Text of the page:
The heart of your supercar. Not only do you want it to be powerful and versatile, but you want the exhaust note to resonate with performance-minded individuals to raise goosebumps. You could go with a V8, V6, I4, V12, W16... turbo, supercharged, naturally aspirated... small displacement, large displacement... the engine has to fit the platform. For example, if you're making a 1700-pound track monster, chances are, you're going to want a tiny-displacement V8 or a small-displacement turbocharged I4. If you're making a 2500-pound world-beater, you're probably going to want to go with a V8. If you're making a high-quality, prestigious vehicle designed to make people jealous? V12. Definitely a V12. Mind you, the power has to reach the ground, so over-powering the car can be disastrous on the balance of the vehicle.

    Transmission:
    How many gears? Manual? Auto? Dual-clutch? Make your choices wisely, as the transmission affects driving dynamics as much as the engine does. Gears that are too short waste your engine's power production as smoke from the tires. Gears that are too tall bog your engine and don't allow your engine to get the power to the ground effectively. Gearing that's spaced too far apart in terms of ratios will cause longer times between shifts. Gearing that's too close will render one or more gears entirely useless. What about the final drive ratio? Too tall, and you'll never hit your theoretical top speed, while acceleration takes a strong hit. Too short, and you'll roast your tires through first, second and probably third gears. A manual transmission will be the lightest of the three, offering your driver the utmost in control over every aspect of his or her car. While technically the hardest to drive, and taking the longest time to shift, manual operation of the clutch and gears can potentially allow a driver to achieve higher times around a track than cars equipped with the other transmission types. The Automatic has the most power loss of all three systems, is the heaviest, but shifts the smoothest with a faster shift time than a manual, but slower than a dual-clutch. The dual-clutch will shift in less than a tenth of a second, but the clutches are controlled automatically. It's the fastest shifting, but has more inherent power loss than a regular manual transmission.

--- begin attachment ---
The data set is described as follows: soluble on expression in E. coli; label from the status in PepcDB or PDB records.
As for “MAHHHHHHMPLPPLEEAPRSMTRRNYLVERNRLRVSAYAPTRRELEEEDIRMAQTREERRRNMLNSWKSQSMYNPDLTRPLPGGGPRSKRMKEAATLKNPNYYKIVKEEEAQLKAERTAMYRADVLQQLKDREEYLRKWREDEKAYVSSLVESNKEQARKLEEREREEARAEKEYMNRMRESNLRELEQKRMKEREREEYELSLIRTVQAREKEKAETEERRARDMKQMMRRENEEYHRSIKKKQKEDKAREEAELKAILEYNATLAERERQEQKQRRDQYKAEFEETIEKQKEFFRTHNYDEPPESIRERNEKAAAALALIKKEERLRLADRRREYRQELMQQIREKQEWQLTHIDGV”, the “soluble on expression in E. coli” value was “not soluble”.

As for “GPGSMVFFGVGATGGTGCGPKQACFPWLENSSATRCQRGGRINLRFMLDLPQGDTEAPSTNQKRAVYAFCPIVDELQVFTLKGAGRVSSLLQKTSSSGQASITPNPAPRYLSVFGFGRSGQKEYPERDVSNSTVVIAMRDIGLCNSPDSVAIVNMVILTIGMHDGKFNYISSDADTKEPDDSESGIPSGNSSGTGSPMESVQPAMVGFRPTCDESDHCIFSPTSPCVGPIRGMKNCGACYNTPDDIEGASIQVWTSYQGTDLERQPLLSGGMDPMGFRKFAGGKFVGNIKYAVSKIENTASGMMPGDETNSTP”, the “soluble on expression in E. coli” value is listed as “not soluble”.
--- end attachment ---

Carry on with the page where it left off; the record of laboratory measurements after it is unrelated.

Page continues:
Alright, that's as far as I'm going tonight with this.
    1985 Pontiac Fiero 2m4
    There was a list of mods/future mods here, but the list kept changing/updating too rapidly to keep up in a sig. So... screw it.

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  6. #16  
    Car Enthusiast CF Member
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    gotta admit i dont know how i feel about hybrid super cars (hybrid meaning taking a car and then modifying them)